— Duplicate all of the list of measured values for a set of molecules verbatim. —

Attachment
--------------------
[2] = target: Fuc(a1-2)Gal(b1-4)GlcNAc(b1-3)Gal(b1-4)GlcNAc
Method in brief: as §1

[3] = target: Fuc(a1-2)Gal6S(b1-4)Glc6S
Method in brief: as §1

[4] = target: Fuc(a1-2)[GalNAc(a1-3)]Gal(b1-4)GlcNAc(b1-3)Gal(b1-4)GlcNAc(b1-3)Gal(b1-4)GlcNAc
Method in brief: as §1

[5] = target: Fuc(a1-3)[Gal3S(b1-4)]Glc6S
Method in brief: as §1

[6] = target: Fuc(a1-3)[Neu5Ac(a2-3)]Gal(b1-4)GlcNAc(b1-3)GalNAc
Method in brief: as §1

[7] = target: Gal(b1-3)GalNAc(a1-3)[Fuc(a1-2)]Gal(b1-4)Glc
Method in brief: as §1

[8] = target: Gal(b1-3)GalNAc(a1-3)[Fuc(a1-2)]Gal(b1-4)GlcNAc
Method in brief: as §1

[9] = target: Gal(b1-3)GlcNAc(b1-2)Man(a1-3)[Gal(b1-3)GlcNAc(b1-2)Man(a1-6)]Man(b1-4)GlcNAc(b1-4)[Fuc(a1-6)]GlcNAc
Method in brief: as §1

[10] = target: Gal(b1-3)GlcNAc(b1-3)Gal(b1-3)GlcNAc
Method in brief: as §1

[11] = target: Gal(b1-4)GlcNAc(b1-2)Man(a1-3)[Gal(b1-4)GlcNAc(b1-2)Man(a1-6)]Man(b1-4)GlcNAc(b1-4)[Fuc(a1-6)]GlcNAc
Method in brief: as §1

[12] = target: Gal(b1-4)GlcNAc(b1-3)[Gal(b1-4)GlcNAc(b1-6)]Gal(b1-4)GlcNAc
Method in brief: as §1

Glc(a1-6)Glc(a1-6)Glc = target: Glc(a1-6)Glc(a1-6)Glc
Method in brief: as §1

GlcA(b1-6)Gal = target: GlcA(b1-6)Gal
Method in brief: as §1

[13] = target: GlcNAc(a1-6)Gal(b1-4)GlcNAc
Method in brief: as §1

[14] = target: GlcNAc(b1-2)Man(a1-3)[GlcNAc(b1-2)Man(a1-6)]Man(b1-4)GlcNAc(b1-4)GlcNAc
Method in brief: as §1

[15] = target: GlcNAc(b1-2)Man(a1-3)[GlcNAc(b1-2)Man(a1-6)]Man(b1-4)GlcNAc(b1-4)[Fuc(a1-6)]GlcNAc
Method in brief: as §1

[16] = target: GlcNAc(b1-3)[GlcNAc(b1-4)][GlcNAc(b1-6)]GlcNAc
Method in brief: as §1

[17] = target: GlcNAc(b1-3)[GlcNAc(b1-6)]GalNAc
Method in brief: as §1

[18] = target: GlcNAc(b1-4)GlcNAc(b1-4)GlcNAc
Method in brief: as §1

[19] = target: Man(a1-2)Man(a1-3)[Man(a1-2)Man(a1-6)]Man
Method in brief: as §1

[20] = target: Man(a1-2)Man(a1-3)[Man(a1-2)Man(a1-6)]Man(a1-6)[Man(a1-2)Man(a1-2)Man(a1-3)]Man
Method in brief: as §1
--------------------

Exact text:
[2] = target: Fuc(a1-2)Gal(b1-4)GlcNAc(b1-3)Gal(b1-4)GlcNAc
Method in brief: as §1

[3] = target: Fuc(a1-2)Gal6S(b1-4)Glc6S
Method in brief: as §1

[4] = target: Fuc(a1-2)[GalNAc(a1-3)]Gal(b1-4)GlcNAc(b1-3)Gal(b1-4)GlcNAc(b1-3)Gal(b1-4)GlcNAc
Method in brief: as §1

[5] = target: Fuc(a1-3)[Gal3S(b1-4)]Glc6S
Method in brief: as §1

[6] = target: Fuc(a1-3)[Neu5Ac(a2-3)]Gal(b1-4)GlcNAc(b1-3)GalNAc
Method in brief: as §1

[7] = target: Gal(b1-3)GalNAc(a1-3)[Fuc(a1-2)]Gal(b1-4)Glc
Method in brief: as §1

[8] = target: Gal(b1-3)GalNAc(a1-3)[Fuc(a1-2)]Gal(b1-4)GlcNAc
Method in brief: as §1

[9] = target: Gal(b1-3)GlcNAc(b1-2)Man(a1-3)[Gal(b1-3)GlcNAc(b1-2)Man(a1-6)]Man(b1-4)GlcNAc(b1-4)[Fuc(a1-6)]GlcNAc
Method in brief: as §1

[10] = target: Gal(b1-3)GlcNAc(b1-3)Gal(b1-3)GlcNAc
Method in brief: as §1

[11] = target: Gal(b1-4)GlcNAc(b1-2)Man(a1-3)[Gal(b1-4)GlcNAc(b1-2)Man(a1-6)]Man(b1-4)GlcNAc(b1-4)[Fuc(a1-6)]GlcNAc
Method in brief: as §1

[12] = target: Gal(b1-4)GlcNAc(b1-3)[Gal(b1-4)GlcNAc(b1-6)]Gal(b1-4)GlcNAc
Method in brief: as §1

Glc(a1-6)Glc(a1-6)Glc = target: Glc(a1-6)Glc(a1-6)Glc
Method in brief: as §1

GlcA(b1-6)Gal = target: GlcA(b1-6)Gal
Method in brief: as §1

[13] = target: GlcNAc(a1-6)Gal(b1-4)GlcNAc
Method in brief: as §1

[14] = target: GlcNAc(b1-2)Man(a1-3)[GlcNAc(b1-2)Man(a1-6)]Man(b1-4)GlcNAc(b1-4)GlcNAc
Method in brief: as §1

[15] = target: GlcNAc(b1-2)Man(a1-3)[GlcNAc(b1-2)Man(a1-6)]Man(b1-4)GlcNAc(b1-4)[Fuc(a1-6)]GlcNAc
Method in brief: as §1

[16] = target: GlcNAc(b1-3)[GlcNAc(b1-4)][GlcNAc(b1-6)]GlcNAc
Method in brief: as §1

[17] = target: GlcNAc(b1-3)[GlcNAc(b1-6)]GalNAc
Method in brief: as §1

[18] = target: GlcNAc(b1-4)GlcNAc(b1-4)GlcNAc
Method in brief: as §1

[19] = target: Man(a1-2)Man(a1-3)[Man(a1-2)Man(a1-6)]Man
Method in brief: as §1

[20] = target: Man(a1-2)Man(a1-3)[Man(a1-2)Man(a1-6)]Man(a1-6)[Man(a1-2)Man(a1-2)Man(a1-3)]Man
Method in brief: as §1